Michael Horrell ’14 became the first of many Harvard Law School students to represent Richard Crowell when he appeared on his client’s behalf at a parole hearing in 2012. Horrell, who was working as a member of the Harvard Prison Legal Assistance Project (PLAP), would ultimately be the first link in a chain that would lead to Crowell’s freedom.
Crowell, 76, suffers from chronic cognitive disability due to a severe traumatic brain injury. As a teenager in 1962, Crowell had been recruited by several older men to drive a getaway car in a convenience store robbery. After one of those men shot and killed the storekeeper, Crowell pled guilty to second degree murder to avoid the death penalty, which was still in force in Massachusetts at the time. After being paroled in 1975, he was attacked and suffered a brain injury in 1987, after which he was returned to prison, where he has remained since 1990.
Despite the board indicating awareness that Crowell’s condition would not improve, he was denied parole on the grounds that there were no existing means outside of prison suitable for supporting Crowell and his disability. PLAP sued the board, claiming discrimination.
Parole cases have long been central to PLAP’s work in representing those incarcerated in Massachusetts prisons. In most cases, two PLAP students represent a prisoner with a life sentence in a single parole hearing.
Thanks to years of administrative and courtroom advocacy by a series of PLAP students, Crowell was recently released on parole. Over the course of several years, succeeding generations of PLAP students pushed the litigation forward—including Tucker DeVoe ’15, Erin DeGrand ’16, Ethan Stevenson ’17, Keke Wu ’18, Beini Chen ’18—and the case ultimately came before the state’s Supreme Judicial Court, where it was argued by Tabitha Cohen ’18.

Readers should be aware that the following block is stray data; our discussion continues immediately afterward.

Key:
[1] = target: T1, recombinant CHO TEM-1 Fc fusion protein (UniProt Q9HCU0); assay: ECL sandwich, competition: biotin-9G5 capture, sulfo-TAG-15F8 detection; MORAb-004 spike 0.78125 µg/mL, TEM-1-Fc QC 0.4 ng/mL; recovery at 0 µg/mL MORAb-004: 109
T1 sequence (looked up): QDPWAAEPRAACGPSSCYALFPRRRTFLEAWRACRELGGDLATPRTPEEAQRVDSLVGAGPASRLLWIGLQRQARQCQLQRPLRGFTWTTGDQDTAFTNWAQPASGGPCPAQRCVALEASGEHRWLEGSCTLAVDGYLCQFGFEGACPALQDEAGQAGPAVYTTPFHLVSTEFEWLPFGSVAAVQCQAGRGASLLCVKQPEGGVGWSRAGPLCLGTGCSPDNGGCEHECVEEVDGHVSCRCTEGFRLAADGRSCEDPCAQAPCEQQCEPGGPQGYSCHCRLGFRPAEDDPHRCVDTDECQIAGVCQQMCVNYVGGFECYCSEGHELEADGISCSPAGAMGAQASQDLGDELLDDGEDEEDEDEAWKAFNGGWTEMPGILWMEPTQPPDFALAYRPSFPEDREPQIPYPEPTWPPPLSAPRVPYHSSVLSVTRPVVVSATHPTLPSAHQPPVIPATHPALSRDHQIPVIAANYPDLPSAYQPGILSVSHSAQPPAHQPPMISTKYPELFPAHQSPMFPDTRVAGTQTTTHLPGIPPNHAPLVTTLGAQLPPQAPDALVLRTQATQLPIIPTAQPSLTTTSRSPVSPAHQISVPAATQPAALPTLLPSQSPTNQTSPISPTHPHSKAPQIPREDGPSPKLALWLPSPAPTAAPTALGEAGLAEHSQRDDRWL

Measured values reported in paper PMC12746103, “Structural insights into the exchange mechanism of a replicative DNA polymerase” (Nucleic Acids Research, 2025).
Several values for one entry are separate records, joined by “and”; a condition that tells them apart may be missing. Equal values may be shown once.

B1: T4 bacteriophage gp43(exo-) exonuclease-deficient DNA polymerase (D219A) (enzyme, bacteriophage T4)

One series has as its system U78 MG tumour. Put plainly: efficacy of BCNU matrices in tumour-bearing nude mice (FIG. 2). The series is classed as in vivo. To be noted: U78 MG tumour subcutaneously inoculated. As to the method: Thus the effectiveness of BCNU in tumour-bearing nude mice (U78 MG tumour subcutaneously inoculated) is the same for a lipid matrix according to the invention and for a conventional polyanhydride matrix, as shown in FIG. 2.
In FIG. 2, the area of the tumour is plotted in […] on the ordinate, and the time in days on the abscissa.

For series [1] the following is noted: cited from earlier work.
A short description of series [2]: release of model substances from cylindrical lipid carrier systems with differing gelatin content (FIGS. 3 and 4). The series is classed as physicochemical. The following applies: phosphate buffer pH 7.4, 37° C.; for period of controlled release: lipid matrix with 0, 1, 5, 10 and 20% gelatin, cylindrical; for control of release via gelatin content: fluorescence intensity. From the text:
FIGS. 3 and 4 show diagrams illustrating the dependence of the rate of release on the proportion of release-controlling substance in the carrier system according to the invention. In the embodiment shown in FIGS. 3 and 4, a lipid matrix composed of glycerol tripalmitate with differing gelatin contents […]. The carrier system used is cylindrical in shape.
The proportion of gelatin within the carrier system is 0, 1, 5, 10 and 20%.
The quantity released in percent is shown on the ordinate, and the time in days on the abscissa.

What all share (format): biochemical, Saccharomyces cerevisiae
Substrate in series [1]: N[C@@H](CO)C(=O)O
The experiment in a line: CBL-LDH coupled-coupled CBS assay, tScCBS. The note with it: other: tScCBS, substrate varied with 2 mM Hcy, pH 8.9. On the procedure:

The SJC’s 2017 ruling in Crowell’s favor set groundbreaking precedent concerning the parole board’s responsibility, under the Americans with Disabilities Act, to accommodate individuals with a mental disability in the parole process. That was not the end of the case, though. A 2018 rehearing before the parole board and follow-up advocacy—handled by PLAP Senior Clinical Instructor John Fitzpatrick ’87, Asseret Frausto ’19, Regina Powers ’19, Sheridan Cunningham ’20, and co-counsel from the local public defender agency—produced a lengthy wait, until Crowell was approved for parole to a specialized nursing facility in July 2020. In a notable departure from previous practice, the board itself located and secured the residential placement.
Crowell is among many clients with mental health challenges that PLAP’s students have helped in recent years. When PLAP took his case in 2013, Wilfred Dacier had already been awaiting release on parole for years. In 2010, after serving 15 years in prison during which he was diagnosed with and treated for schizoaffective disorder, and had an unblemished prison record, Dacier had been approved for parole, but only on the condition that the Massachusetts Department of Mental Health (DMH) admit him to an inpatient facility. DMH declined to do so, finding that hospitalization was not warranted, and the board in turn withdrew its decision approving parole.